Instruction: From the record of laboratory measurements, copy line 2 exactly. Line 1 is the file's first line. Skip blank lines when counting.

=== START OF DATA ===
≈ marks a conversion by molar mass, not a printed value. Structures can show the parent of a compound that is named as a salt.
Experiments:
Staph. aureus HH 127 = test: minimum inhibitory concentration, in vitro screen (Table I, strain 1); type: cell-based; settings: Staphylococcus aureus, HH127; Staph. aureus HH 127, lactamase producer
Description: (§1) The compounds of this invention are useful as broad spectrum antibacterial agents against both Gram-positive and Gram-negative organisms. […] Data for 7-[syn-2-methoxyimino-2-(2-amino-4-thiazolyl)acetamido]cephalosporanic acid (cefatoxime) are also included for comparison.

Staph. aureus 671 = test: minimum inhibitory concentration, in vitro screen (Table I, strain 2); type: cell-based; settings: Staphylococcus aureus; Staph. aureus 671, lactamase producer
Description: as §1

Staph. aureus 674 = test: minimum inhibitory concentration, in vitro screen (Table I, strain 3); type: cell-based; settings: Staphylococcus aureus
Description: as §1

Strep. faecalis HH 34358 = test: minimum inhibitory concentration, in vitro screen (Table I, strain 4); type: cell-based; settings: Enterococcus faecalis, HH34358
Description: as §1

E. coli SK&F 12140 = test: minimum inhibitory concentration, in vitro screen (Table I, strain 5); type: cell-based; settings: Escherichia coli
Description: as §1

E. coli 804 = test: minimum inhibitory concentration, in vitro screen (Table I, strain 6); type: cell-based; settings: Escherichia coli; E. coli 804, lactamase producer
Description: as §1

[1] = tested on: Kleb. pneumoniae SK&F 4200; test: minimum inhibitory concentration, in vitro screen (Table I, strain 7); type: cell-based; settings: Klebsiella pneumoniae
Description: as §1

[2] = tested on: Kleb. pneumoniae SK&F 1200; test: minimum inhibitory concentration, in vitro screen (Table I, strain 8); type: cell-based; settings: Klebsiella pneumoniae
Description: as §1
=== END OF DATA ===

Experiments: